Yesterday I had a great telephone conversation with a guy I met on LinkedIn. His business sells a variety of innovative employee health care solutions. I was impressed. The problem is that they focus on groups with 50 or more employees. I explained that my business is driven by incoming inquiries and that these are overwhelmingly NOT the owners of businesses with more than 50 employees. I could recall only one client over the past year that fit this category. When a reporter from The Wall Street Journal asked me to refer the owner of a business with more than 50 employees for a comment to his story in progress my one client in this category declined and I was unable to make any other referral. In fact the U.S. Census Bureau found that in 2010 only 3.6 percent of all firms fell into this category of having more than 50 employees.
Then later on the same day, I was motivated for the first time to remove comments from a blog post where I felt that a writer was using misleading comments to sell his own firm’s products and services. It strikes me that unfortunately small business owners and their advisers are not in a position to distinguish between good tax advice and bad advice, particularly in the field of implementation of the Affordable Care Act. In this case the only resource I have is to distance myself from what I consider to be bad advice.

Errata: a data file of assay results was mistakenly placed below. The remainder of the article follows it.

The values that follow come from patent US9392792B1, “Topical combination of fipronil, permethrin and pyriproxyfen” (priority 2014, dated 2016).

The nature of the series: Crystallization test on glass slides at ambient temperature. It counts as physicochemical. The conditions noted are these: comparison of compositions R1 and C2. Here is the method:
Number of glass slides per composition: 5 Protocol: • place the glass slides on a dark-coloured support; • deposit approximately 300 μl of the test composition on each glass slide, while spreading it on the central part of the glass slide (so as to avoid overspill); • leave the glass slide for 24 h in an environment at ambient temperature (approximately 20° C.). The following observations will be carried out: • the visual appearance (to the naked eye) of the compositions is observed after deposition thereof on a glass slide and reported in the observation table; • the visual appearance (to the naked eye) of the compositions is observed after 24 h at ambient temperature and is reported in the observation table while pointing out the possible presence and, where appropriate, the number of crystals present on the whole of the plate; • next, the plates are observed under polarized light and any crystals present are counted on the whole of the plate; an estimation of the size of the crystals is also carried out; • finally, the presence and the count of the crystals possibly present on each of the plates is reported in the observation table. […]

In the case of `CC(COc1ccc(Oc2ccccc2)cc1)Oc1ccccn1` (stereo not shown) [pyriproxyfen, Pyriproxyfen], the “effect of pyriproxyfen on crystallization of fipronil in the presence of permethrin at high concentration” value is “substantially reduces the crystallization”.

By the end of the day yesterday I was left with a confirmation of something I knew already but it still worth repeating: There are great services and plenty of well-qualified employee benefits professionals available to largest firms but a ‘black hole’ in qualified advice for smaller firms who need employee benefits advice. This service gap has been a problem for as long as I’ve been in practice and I don’t expect any significant improvement anytime soon.